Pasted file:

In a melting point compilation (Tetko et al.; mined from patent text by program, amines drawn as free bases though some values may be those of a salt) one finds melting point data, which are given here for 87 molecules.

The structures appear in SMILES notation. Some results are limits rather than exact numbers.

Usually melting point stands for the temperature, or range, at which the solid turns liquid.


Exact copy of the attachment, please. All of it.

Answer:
In a melting point compilation (Tetko et al.; mined from patent text by program, amines drawn as free bases though some values may be those of a salt) one finds melting point data, which are given here for 87 molecules.

The structures appear in SMILES notation. Some results are limits rather than exact numbers.

Usually melting point stands for the temperature, or range, at which the solid turns liquid.